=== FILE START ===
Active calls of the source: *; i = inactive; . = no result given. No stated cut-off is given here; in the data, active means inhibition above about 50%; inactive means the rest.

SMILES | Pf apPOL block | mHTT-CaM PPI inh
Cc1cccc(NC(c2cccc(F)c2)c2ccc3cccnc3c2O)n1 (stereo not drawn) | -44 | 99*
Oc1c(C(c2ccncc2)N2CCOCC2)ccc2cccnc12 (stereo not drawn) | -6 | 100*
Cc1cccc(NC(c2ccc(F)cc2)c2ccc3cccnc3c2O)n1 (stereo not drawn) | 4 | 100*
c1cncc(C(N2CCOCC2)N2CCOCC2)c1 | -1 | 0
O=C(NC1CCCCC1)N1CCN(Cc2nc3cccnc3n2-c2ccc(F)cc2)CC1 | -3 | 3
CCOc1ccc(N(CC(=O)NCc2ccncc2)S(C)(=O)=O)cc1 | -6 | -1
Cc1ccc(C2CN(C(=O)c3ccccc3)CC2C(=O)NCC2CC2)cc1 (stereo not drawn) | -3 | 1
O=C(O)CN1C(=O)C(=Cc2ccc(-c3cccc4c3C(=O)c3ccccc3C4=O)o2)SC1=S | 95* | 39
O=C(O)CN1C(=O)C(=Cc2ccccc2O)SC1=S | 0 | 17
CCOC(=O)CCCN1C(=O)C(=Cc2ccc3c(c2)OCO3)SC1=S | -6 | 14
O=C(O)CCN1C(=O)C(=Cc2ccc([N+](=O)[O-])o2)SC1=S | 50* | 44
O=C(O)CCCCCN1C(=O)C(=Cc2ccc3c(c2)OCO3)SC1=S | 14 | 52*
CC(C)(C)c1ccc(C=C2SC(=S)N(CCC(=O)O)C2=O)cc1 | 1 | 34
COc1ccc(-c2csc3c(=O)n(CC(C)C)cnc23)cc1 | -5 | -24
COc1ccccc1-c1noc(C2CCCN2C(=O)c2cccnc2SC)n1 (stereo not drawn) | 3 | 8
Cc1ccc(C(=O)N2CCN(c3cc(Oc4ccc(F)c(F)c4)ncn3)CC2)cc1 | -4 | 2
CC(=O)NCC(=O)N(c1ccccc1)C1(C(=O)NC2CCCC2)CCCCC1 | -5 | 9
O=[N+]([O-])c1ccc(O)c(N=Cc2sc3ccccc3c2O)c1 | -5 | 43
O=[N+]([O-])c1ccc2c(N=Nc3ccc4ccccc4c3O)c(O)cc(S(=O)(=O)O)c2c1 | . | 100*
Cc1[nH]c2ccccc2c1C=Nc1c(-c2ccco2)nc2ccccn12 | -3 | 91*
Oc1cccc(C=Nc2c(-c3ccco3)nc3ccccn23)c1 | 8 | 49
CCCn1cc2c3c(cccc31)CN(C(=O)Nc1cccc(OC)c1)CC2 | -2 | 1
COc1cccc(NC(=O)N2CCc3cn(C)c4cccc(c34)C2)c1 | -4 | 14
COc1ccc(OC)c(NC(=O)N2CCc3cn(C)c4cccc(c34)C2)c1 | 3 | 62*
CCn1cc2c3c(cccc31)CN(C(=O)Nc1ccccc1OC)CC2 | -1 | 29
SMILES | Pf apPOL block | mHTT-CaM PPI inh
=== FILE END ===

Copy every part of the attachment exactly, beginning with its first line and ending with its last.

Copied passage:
Active calls of the source: *; i = inactive; . = no result given. No stated cut-off is given here; in the data, active means inhibition above about 50%; inactive means the rest.

SMILES | Pf apPOL block | mHTT-CaM PPI inh
Cc1cccc(NC(c2cccc(F)c2)c2ccc3cccnc3c2O)n1 (stereo not drawn) | -44 | 99*
Oc1c(C(c2ccncc2)N2CCOCC2)ccc2cccnc12 (stereo not drawn) | -6 | 100*
Cc1cccc(NC(c2ccc(F)cc2)c2ccc3cccnc3c2O)n1 (stereo not drawn) | 4 | 100*
c1cncc(C(N2CCOCC2)N2CCOCC2)c1 | -1 | 0
O=C(NC1CCCCC1)N1CCN(Cc2nc3cccnc3n2-c2ccc(F)cc2)CC1 | -3 | 3
CCOc1ccc(N(CC(=O)NCc2ccncc2)S(C)(=O)=O)cc1 | -6 | -1
Cc1ccc(C2CN(C(=O)c3ccccc3)CC2C(=O)NCC2CC2)cc1 (stereo not drawn) | -3 | 1
O=C(O)CN1C(=O)C(=Cc2ccc(-c3cccc4c3C(=O)c3ccccc3C4=O)o2)SC1=S | 95* | 39
O=C(O)CN1C(=O)C(=Cc2ccccc2O)SC1=S | 0 | 17
CCOC(=O)CCCN1C(=O)C(=Cc2ccc3c(c2)OCO3)SC1=S | -6 | 14
O=C(O)CCN1C(=O)C(=Cc2ccc([N+](=O)[O-])o2)SC1=S | 50* | 44
O=C(O)CCCCCN1C(=O)C(=Cc2ccc3c(c2)OCO3)SC1=S | 14 | 52*
CC(C)(C)c1ccc(C=C2SC(=S)N(CCC(=O)O)C2=O)cc1 | 1 | 34
COc1ccc(-c2csc3c(=O)n(CC(C)C)cnc23)cc1 | -5 | -24
COc1ccccc1-c1noc(C2CCCN2C(=O)c2cccnc2SC)n1 (stereo not drawn) | 3 | 8
Cc1ccc(C(=O)N2CCN(c3cc(Oc4ccc(F)c(F)c4)ncn3)CC2)cc1 | -4 | 2
CC(=O)NCC(=O)N(c1ccccc1)C1(C(=O)NC2CCCC2)CCCCC1 | -5 | 9
O=[N+]([O-])c1ccc(O)c(N=Cc2sc3ccccc3c2O)c1 | -5 | 43
O=[N+]([O-])c1ccc2c(N=Nc3ccc4ccccc4c3O)c(O)cc(S(=O)(=O)O)c2c1 | . | 100*
Cc1[nH]c2ccccc2c1C=Nc1c(-c2ccco2)nc2ccccn12 | -3 | 91*
Oc1cccc(C=Nc2c(-c3ccco3)nc3ccccn23)c1 | 8 | 49
CCCn1cc2c3c(cccc31)CN(C(=O)Nc1cccc(OC)c1)CC2 | -2 | 1
COc1cccc(NC(=O)N2CCc3cn(C)c4cccc(c34)C2)c1 | -4 | 14
COc1ccc(OC)c(NC(=O)N2CCc3cn(C)c4cccc(c34)C2)c1 | 3 | 62*
CCn1cc2c3c(cccc31)CN(C(=O)Nc1ccccc1OC)CC2 | -1 | 29
SMILES | Pf apPOL block | mHTT-CaM PPI inh